Buffet-style meals are an easy way to feed a crowd, and as the weather warms up and parties start moving outdoors, a build-your-own salad bar is a fun alternative to the usual taco or sandwich bar. For the Grown-Up Baby Shower I hosted earlier this spring, I created a spread of healthy yet hearty options for guests to create the salad of their dreams — and it ended up being a huge hit. ("I wish I could eat this for lunch every day!" seemed to be the common sentiment.)
Here are a few tips for setting up crowd-pleasing salad bars at your own parties this spring and summer.
This is what I served at the baby shower:
Salad Bar Menu for a Spring Lunch
For 22 people
- Chopped Romaine Lettuce
- Mustard-Glazed Salmon
- Poached Chicken Breast
- French Lentil Salad (no bacon, to make it vegan)
- Hard-Boiled Eggs
- Herb Garden Potatoes (I skipped the spinach)
- Roasted Heirloom Carrots
- Roasted Asparagus
- Cherry Tomatoes
- Shelled Pistachios
- Dijon Vinaigrette
- Quick Ranch Dressing
- Preserved Lemon Vinaigrette
Tip #1: Make it satisfying.
A salad bar shouldn't leave your guests starving an hour later. In order to turn salad into a satisfying meal, you'll need to include some stick-to-your-ribs proteins, like cooked meat, poultry, fish, eggs, or legumes. For my own party, I didn't know if anyone had any dietary restrictions, so I offered a variety of proteins suitable for carnivores, vegetarians and vegan eaters.
Nuts, cheese and avocado also help to keep a salad filling. And cooked grains — such as quinoa, farro, or rice — or starchy vegetables like boiled or roasted potatoes will help keep even the hungriest guests satisfied.
Tip #2: Choose recipes you can make ahead and serve cold.
My menu included a lot of components because I was feeding a fairly large crowd. I purposely chose recipes that could be made a few days ahead of time and would taste good cold or at room temperature, so I didn't have to worry about reheating dishes before the party or keeping them warm on the buffet table. Although I ended up not being able to stick to my own schedule for various reasons, this was my original plan:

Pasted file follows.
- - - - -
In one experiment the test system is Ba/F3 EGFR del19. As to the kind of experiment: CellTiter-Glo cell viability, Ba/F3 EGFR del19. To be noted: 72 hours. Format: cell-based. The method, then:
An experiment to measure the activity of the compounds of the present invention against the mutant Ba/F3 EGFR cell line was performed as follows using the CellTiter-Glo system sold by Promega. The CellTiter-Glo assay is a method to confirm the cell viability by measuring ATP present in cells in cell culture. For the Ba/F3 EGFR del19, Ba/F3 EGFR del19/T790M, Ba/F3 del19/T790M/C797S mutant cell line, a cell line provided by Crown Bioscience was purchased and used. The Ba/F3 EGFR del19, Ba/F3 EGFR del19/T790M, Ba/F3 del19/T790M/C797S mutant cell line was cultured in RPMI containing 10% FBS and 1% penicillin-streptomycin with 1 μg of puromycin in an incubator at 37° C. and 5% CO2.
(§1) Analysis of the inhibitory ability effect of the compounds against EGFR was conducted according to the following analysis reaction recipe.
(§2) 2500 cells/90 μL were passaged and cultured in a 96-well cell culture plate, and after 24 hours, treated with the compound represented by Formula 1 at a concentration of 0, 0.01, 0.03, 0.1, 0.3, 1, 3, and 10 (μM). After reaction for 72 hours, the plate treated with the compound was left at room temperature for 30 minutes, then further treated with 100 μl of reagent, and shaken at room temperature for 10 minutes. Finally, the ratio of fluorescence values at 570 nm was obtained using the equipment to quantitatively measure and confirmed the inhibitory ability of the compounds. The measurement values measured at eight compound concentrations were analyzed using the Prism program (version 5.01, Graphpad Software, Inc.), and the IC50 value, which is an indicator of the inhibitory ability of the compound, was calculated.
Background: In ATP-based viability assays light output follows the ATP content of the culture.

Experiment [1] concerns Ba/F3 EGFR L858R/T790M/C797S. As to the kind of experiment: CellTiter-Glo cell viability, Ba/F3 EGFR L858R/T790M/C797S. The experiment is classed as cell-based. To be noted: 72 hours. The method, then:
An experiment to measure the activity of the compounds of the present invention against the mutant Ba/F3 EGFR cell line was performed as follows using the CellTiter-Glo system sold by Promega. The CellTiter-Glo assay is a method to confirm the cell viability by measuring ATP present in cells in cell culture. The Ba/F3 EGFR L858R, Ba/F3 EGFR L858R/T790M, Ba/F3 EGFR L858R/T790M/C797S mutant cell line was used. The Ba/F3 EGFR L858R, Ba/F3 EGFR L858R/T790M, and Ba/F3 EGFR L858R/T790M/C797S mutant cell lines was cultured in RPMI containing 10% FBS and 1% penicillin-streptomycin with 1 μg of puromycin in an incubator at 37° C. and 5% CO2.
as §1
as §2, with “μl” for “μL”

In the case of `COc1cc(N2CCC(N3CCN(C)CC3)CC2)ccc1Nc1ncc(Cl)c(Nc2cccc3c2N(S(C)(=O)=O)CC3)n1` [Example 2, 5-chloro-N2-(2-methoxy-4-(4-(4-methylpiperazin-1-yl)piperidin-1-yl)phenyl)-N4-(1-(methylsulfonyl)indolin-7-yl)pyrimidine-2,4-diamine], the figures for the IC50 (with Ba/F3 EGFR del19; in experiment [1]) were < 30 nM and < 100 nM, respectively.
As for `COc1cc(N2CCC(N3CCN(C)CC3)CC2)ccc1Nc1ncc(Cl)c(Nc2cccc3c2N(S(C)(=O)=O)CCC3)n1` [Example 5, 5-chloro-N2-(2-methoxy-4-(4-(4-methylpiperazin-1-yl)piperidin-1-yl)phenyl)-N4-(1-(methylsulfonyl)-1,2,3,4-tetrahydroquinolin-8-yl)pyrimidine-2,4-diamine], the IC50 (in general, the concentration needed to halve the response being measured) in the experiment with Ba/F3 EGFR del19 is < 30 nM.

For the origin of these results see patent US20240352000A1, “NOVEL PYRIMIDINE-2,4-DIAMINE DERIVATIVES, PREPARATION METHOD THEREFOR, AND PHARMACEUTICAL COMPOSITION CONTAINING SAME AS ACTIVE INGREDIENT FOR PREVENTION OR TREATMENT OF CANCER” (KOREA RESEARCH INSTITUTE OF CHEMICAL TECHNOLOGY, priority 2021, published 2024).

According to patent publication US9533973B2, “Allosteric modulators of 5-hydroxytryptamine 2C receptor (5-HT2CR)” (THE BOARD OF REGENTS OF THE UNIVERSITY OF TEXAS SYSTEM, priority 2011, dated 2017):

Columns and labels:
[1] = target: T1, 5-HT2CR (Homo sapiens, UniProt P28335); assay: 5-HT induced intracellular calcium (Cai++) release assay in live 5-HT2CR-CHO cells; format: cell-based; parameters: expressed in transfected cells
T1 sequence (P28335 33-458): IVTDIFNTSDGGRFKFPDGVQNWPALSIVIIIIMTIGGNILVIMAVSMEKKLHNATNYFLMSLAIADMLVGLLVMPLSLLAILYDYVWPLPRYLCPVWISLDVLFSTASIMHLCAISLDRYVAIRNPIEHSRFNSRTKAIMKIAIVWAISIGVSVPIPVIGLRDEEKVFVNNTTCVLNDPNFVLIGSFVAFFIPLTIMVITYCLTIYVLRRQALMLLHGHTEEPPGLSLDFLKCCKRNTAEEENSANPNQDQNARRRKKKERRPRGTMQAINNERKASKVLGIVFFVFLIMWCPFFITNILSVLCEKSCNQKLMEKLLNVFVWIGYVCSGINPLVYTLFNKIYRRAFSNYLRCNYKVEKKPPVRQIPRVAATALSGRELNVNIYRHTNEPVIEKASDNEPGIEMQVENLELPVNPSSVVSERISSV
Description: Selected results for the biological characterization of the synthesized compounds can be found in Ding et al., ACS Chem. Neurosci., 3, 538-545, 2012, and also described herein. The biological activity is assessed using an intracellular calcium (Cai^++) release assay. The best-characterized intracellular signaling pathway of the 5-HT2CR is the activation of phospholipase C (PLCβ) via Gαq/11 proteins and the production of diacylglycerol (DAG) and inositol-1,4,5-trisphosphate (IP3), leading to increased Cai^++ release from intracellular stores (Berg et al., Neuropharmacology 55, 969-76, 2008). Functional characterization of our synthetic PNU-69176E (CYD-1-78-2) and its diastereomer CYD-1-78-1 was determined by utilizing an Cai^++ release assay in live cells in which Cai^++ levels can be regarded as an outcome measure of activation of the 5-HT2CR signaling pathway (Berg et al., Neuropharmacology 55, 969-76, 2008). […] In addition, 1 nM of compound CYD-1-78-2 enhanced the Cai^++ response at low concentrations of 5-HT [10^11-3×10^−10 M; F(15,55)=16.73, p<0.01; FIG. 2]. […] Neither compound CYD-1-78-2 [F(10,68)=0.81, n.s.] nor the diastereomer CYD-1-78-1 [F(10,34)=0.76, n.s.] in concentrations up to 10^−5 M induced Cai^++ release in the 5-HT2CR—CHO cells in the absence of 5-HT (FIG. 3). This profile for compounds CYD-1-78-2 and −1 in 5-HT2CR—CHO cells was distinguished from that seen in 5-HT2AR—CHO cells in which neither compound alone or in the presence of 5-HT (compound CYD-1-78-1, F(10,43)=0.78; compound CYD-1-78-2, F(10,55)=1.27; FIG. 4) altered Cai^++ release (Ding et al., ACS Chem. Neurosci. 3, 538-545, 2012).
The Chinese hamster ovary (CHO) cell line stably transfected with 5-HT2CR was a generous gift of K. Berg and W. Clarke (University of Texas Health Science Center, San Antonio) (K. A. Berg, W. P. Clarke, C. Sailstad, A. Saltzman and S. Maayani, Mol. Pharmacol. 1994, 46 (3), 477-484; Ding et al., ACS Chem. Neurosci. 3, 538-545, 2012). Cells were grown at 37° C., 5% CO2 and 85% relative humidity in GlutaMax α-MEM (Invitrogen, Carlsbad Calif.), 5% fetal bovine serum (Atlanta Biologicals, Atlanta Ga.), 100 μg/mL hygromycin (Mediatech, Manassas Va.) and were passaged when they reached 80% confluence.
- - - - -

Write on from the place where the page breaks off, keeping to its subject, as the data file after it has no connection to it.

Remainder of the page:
My Make Ahead Salad Bar Schedule
3 Days Before
- Make vinaigrettes
2 Days Before
- Hard boil eggs
- Cook quinoa
- Make lentil salad
- Roast carrots and asparagus
1 Day Before
- Make potato salad
- Make ranch dressing
- Poach chicken
- Cook salmon
- Peel eggs
- Wash, dry and chop romaine lettuce
Tip #3: Fill out the spread with a few store-bought items.
For my own menu, I included shelled nuts, jarred olives and cherry tomatoes — colorful, flavorful ingredients that didn't require much additional work beyond transferring them from a container to a bowl. Here are a few ideas for store-bought items that will add flavor to your salad bar without a lot of extra work:
- Shelled nuts and/or seeds
- Roasted red peppers
- Pickled pepperoncini
- Cured meats
- Cherry tomatoes
- Dried fruits
Tip #4: Make it easy to serve one-handed.
My personal buffet pet peeve is serving utensils that require two hands to use, such as a wooden salad spoon and fork set. Your plate is already in one hand, so you either have to find an empty spot on the table to set down your plate, or a kind neighbor who will hold your plate while you scoop food onto it.
So when planning your salad bar spread, think about how guests will transfer the food from the serving dishes to their plates. Tongs are always useful, and make sure serving spoons are the right size for getting a good helping. (Don't make people frantically scoop up bean salad with a tea spoon, for example.)
Also think about the easiest way to serve dressings. For well-emulsified dressings like ranch, a small pitcher will work well, but it's a good idea to use a small ladle or soup spoon to serve vinaigrettes that may separate, so guests don't end up pouring a big glug of oil over their plates.